This week’s episode of the Irregular Warfare Podcast examines how states use hostages and hostage diplomacy to achieve their interests.
Our guests begin by addressing why states and non-state actors engage in hostage taking, as opposed to relying on other, more traditional instruments of power. They then talk about how the U.S. and other states have traditionally approached hostage crises to secure the safety of their citizens. Finally, our guests conclude by discussing how countries can employ traditional international relations concepts, like deterrence by denial and deterrence by punishment, to safeguard their citizens from malign actors in the future.
Ambassador Roger D. Carstens currently serves as the Special Presidential Envoy for Hostage Affairs at the U.S. Department of State. Previously, Ambassador Carstens was the Deputy Assistant Secretary in the Bureau of Democracy, Human Rights, and Labor at the State Department, and he has decades of experience providing humanitarian assistance to refugees and internally displaced persons around the globe. Mr. Carstens is a graduate of the United States Military Academy at West Point, and he holds advanced degrees from the Naval War College and St. John’s College.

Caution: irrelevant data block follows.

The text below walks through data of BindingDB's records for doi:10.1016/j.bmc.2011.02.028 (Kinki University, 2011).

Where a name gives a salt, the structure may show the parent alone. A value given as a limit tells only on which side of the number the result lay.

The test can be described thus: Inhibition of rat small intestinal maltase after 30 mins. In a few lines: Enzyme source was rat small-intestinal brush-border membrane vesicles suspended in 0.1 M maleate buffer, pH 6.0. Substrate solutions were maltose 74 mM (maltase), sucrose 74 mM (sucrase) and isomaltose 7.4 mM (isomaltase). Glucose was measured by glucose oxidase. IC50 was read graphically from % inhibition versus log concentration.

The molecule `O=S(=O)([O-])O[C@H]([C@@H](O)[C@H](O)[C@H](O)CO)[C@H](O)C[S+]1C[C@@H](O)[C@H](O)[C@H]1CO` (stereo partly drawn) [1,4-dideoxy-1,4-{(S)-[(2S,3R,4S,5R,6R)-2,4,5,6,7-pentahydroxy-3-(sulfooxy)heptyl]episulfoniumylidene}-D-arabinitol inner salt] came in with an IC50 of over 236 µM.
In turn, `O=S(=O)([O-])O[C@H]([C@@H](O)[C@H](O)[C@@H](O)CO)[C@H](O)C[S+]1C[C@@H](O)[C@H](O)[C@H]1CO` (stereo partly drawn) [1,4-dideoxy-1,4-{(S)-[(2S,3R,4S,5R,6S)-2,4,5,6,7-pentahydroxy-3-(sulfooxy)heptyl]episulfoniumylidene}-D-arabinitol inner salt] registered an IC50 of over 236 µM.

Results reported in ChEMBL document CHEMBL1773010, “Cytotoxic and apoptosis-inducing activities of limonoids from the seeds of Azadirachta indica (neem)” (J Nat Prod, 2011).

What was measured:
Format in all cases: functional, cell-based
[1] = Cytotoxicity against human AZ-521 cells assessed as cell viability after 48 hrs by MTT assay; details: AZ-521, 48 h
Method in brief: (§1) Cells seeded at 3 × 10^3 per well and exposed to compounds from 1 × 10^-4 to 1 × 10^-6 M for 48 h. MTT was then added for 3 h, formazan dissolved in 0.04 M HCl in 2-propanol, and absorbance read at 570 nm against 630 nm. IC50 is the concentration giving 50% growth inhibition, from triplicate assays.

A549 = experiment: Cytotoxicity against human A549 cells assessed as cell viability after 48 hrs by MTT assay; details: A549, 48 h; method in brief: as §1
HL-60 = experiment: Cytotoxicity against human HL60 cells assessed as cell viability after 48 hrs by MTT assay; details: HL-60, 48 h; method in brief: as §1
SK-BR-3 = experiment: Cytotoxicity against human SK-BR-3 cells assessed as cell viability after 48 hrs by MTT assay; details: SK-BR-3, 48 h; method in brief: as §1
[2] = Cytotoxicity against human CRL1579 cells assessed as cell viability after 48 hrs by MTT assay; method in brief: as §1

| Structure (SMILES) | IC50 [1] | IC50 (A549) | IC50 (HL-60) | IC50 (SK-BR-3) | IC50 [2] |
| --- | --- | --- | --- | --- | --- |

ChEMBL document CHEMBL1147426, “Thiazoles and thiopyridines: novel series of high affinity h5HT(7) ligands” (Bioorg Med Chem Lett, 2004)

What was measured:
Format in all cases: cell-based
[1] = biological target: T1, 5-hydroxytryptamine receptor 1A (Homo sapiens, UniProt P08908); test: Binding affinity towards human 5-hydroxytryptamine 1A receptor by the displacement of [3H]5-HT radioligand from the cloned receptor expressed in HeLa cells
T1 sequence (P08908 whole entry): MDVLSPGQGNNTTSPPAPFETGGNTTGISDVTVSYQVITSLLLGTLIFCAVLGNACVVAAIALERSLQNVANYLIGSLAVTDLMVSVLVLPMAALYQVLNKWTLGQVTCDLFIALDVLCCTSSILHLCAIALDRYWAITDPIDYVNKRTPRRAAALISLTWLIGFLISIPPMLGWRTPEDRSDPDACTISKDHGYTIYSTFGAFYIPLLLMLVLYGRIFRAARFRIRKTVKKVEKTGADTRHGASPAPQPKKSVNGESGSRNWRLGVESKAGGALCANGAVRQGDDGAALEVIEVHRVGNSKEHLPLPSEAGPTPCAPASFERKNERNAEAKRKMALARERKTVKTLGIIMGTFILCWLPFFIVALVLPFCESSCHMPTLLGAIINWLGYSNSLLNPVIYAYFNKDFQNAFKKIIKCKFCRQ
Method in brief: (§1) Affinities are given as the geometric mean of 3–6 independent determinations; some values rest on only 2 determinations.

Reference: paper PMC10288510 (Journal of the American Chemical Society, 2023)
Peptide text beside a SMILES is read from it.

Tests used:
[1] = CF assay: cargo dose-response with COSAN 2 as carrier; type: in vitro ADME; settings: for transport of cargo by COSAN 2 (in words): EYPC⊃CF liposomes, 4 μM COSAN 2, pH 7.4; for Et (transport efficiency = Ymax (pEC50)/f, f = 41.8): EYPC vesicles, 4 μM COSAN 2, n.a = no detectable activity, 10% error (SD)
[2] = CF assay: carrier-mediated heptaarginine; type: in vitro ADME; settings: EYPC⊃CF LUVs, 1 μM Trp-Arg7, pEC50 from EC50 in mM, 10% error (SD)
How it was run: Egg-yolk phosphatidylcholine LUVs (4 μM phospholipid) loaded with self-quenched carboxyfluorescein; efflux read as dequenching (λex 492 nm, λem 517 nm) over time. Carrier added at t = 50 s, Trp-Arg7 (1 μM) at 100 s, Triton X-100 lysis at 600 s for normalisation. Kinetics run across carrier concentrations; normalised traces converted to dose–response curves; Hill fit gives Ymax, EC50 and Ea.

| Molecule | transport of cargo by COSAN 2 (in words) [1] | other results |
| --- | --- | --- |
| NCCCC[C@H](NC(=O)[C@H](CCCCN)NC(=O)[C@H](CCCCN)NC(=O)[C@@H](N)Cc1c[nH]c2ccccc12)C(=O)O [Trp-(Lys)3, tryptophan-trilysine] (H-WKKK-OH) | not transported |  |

Dr. Dani Gilbert is an Assistant Professor of Political Science at Northwestern University. Her award-winning research explores the causes and consequences of hostage taking and hostage recovery. She previously served as a professor of Military & Strategic Studies at the U.S. Air Force Academy, a non-resident fellow with the Modern War Institute at West Point, and a Peace Scholar with the U.S. Institute of Peace. In August of 2022, she authored a Foreign Affairs article entitled, “The Prisoners Dilemma,” which serves as the anchor for episode 89.
Ben Jebb and Julia McClenon are the hosts for this episode. Please reach out to Ben and Julia with any questions about this episode or the Irregular Warfare Podcast.The Irregular Warfare Podcast is a production of the Irregular Warfare Initiative (IWI). We are a team of volunteers dedicated to bridging the gap between scholars and practitioners in the field of irregular warfare. IWI generates written and audio content, coordinates events for the IW community, and hosts critical thinkers in the field of irregular warfare as IWI fellows. You can follow and engage with us on Facebook, Twitter, Instagram, YouTube, or LinkedIn.